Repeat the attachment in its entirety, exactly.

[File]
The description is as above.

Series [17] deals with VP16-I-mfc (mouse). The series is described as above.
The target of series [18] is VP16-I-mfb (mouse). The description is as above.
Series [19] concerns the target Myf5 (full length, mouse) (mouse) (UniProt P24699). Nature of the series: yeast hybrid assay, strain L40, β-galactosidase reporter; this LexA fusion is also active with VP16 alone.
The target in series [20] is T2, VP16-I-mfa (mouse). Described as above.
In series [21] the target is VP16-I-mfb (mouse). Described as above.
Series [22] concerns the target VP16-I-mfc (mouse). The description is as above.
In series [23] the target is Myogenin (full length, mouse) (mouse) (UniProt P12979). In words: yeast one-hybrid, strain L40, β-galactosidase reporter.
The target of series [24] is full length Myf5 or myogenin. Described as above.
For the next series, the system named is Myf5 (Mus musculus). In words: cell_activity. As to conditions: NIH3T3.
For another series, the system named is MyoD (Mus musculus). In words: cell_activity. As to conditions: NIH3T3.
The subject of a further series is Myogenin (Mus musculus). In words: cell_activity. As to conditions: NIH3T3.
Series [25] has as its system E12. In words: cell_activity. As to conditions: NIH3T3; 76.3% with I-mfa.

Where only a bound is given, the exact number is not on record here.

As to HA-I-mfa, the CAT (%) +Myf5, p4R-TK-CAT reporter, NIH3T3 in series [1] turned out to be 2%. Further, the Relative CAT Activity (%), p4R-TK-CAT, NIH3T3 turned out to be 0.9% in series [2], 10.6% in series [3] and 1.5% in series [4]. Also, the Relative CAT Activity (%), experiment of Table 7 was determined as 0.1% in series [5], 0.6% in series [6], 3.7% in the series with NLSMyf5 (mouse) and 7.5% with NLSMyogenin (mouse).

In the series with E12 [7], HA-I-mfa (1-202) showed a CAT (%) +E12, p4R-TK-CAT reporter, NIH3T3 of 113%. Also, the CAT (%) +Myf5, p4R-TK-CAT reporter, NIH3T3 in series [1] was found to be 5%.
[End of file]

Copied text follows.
The description is as above.

Series [17] deals with VP16-I-mfc (mouse). The series is described as above.
The target of series [18] is VP16-I-mfb (mouse). The description is as above.
Series [19] concerns the target Myf5 (full length, mouse) (mouse) (UniProt P24699). Nature of the series: yeast hybrid assay, strain L40, β-galactosidase reporter; this LexA fusion is also active with VP16 alone.
The target in series [20] is T2, VP16-I-mfa (mouse). Described as above.
In series [21] the target is VP16-I-mfb (mouse). Described as above.
Series [22] concerns the target VP16-I-mfc (mouse). The description is as above.
In series [23] the target is Myogenin (full length, mouse) (mouse) (UniProt P12979). In words: yeast one-hybrid, strain L40, β-galactosidase reporter.
The target of series [24] is full length Myf5 or myogenin. Described as above.
For the next series, the system named is Myf5 (Mus musculus). In words: cell_activity. As to conditions: NIH3T3.
For another series, the system named is MyoD (Mus musculus). In words: cell_activity. As to conditions: NIH3T3.
The subject of a further series is Myogenin (Mus musculus). In words: cell_activity. As to conditions: NIH3T3.
Series [25] has as its system E12. In words: cell_activity. As to conditions: NIH3T3; 76.3% with I-mfa.

Where only a bound is given, the exact number is not on record here.

As to HA-I-mfa, the CAT (%) +Myf5, p4R-TK-CAT reporter, NIH3T3 in series [1] turned out to be 2%. Further, the Relative CAT Activity (%), p4R-TK-CAT, NIH3T3 turned out to be 0.9% in series [2], 10.6% in series [3] and 1.5% in series [4]. Also, the Relative CAT Activity (%), experiment of Table 7 was determined as 0.1% in series [5], 0.6% in series [6], 3.7% in the series with NLSMyf5 (mouse) and 7.5% with NLSMyogenin (mouse).

In the series with E12 [7], HA-I-mfa (1-202) showed a CAT (%) +E12, p4R-TK-CAT reporter, NIH3T3 of 113%. Also, the CAT (%) +Myf5, p4R-TK-CAT reporter, NIH3T3 in series [1] was found to be 5%.